Myra Keane looks back to treasured visits to the South-West of Ireland – golden days that live on in her memory.

Imagine a land of currachs, Fungie the friendly dolphin, “high nellie” bikes, good home cooking, never-ending unpolluted beaches, the smell of porter, the inky black of the night sky, foot-stomping chaos at a traditional Irish music session…

This is the Dingle Peninsula, or Corca Dhuibhne – the way life should be – in south-west Ireland.

I was an impressionable seventeen-year-old schoolgirl when I had my first introduction to the peninsula on a school trip.

We stayed at a hostel in Dun Chaoin, overlooking the Great Blasket Islands, uninhabited since 1953.

I had a great view of the surrounding landscape used in the production of “Ryan’s Daughter”, starring Robert Mitchum and Sarah Miles, and “Far and Away”, with Tom Cruise and Nicole Kidman. Earlier still, “The Playboy of the Western World” was also filmed here.

I loved especially the dirt road leading down to the nearby beach, and the way the wind whipped up the Atlantic waves to a frenzy. I knew just how Sarah Miles had felt, walking along Inch Strand to meet Robert Mitchum…

But a couple of centuries before that, you wanted to avoid the Strand altogether, in case the wreckers got your vessel!

A passion for the place had been sown in me on this first trip to West Kerry, and it would blossom over the years.

While attending University College Cork, established over 150 years ago by Queen Victoria, I was awarded a

together with five hills known as the Three Sisters and Two Cousins!

The most amazing thing about this climb, completed in under two hours, is the way in which the Atlantic Ocean meets the shore in a dazzling display of so many different shades of blue.

Depending on the weather, your eyes can be assailed by opaque, cobalt, sea and sky blue – and so many hues in between.

On a clear day, you can just make out the Island known as An Fear Marbh (the Dead Man) supposed to look like someone lying in state!

It was always the glorious sing-songs and Irish music sessions which made the scholarships for me. Whether they were held in a pub, on a beach, up a hill or on the side of a mountain, they had a way of unifying the whole group.

It would be very hard to beat these sessions for entertainment value. They were magical.

No scholarship was complete without a trip to the Blasket Islands. The sail over, usually by Currach, was always exciting and never more so than when the sea was stormy.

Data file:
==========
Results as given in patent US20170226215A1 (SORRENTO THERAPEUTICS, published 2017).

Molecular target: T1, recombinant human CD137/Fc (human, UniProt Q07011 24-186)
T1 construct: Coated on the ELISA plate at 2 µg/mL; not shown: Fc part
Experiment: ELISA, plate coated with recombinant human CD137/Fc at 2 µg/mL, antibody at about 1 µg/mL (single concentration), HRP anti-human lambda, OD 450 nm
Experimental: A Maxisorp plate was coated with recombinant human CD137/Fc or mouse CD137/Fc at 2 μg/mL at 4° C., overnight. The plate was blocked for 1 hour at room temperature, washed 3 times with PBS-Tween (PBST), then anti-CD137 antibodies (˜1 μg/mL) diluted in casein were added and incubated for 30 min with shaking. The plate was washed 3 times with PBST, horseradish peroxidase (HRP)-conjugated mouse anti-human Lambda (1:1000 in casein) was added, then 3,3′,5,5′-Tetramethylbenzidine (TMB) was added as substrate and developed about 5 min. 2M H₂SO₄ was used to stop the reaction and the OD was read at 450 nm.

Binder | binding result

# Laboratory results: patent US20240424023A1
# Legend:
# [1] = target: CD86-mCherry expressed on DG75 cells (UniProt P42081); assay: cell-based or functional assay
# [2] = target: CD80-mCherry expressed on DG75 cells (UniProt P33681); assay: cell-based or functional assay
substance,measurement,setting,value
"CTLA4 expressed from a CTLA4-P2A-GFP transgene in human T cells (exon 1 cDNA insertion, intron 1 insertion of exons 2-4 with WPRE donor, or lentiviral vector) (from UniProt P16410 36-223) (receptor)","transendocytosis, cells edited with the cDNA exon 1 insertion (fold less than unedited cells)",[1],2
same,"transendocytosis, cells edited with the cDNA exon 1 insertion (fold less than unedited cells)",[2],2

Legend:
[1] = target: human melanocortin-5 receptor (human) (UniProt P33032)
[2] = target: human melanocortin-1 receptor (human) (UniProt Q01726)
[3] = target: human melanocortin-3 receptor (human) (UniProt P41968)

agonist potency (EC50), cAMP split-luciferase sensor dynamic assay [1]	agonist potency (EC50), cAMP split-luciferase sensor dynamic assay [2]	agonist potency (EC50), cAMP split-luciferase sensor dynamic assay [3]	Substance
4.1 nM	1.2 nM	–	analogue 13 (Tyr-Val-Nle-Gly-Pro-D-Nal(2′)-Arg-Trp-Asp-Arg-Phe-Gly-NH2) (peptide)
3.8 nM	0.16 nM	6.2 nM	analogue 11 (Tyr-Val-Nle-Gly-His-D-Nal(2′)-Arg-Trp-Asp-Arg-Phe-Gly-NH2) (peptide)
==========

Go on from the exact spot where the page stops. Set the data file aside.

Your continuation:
We spent a few precious hours on the island exploring the ruins, the only reminders of a people who struggled hard to survive. We could only imagine what life must have been like for them, especially when they were forced to flee their island home because it would no longer sustain them.

I loved sitting on the beach watching the shy seals at their play. In local lore, seals are reputed to be the souls of drowned fishermen.

Back on dry land, we often went into the pub for a refreshing drink before

succession of Irish language scholar-ships to this emerald jewel in Kerry’s crown.

These scholarships, given to 100 enthusiastic students, were the ticket to happiness, new friendships and fun.

For two wonderful weeks we lived with host families who were native Gaelic speakers. They treated us like their own. We eagerly looked forward to the delicious meals they prepared for us, while taking the chance to brush up our native tongue!

All the participants on the scholarship met each day at Carraig Church, not far from Feathanach village, to decide on the journey we’d make that particular afternoon.

That was where the old-fashioned high nellie bikes came in. At that pace it was easy to see why Kerry natives believe there are only two kingdoms that really matter; the Kingdom of Heaven and the Kingdom of Kerry.

On warm, balmy September evenings, you could hardly hear a pin dropping along the road. The stillness and tranquillity of the is paradise has a tendency to exchange the place and its occupants.

Of course, this sound of silence was interrupted constantly by the chatter and laughter of our group.

A favourite ride of mine was to the majestic ruins of a Napoleonic look-out post, Ballydavid Tower. It’s not too high to climb, yet there’s a magnificent view of the land below, with its 40 shades of green. Ireland’s second highest mountain, Mount Brandon, can be seen, starting the journey home to our wonderful host families – and a welcome supper.

With the sun at our backs, we cycled blissfully at a steady pace, passing friendly farmers driving cows home for milking, sheep grazing by the roadside and children who always seemed to be laughing in this kingdom by the sea.

Fungie, the famous Dingle Dolphin, was first seen off the Kerry coast by two snorkellers in 1984. Over the years he became a solo tourist attraction, and loved to put on a show for the visitors – much like all the other friendly locals!

In West Kerry I always felt much closer to God’s presence, amid such achingly beautiful scenery. And the famed Celtic and Christian heritage of Ireland is here before you, around every corner.

The ruins of ancient churches, beehive huts, oratories shaped like upturned boards, fairy forts, ogham stones and old burial grounds all bear witness to this precious inheritance.

Looking back, there was a profound sense of fellowship among these groups, different from anything else I’ve ever experienced. At the time, we lived for these two terrific weeks of summer. The carefree existence and great craic we enjoyed back in West Kerry, the next parish to America is hard to replicate anywhere else.

I carry in my heart a legacy of friendship from that time, keeping in contact with the many friends I made there who now work in England, Scotland, the rest of Europe and America. Whenever we meet up, suddenly we’re students again and those golden moments are, for a brief time, back with us…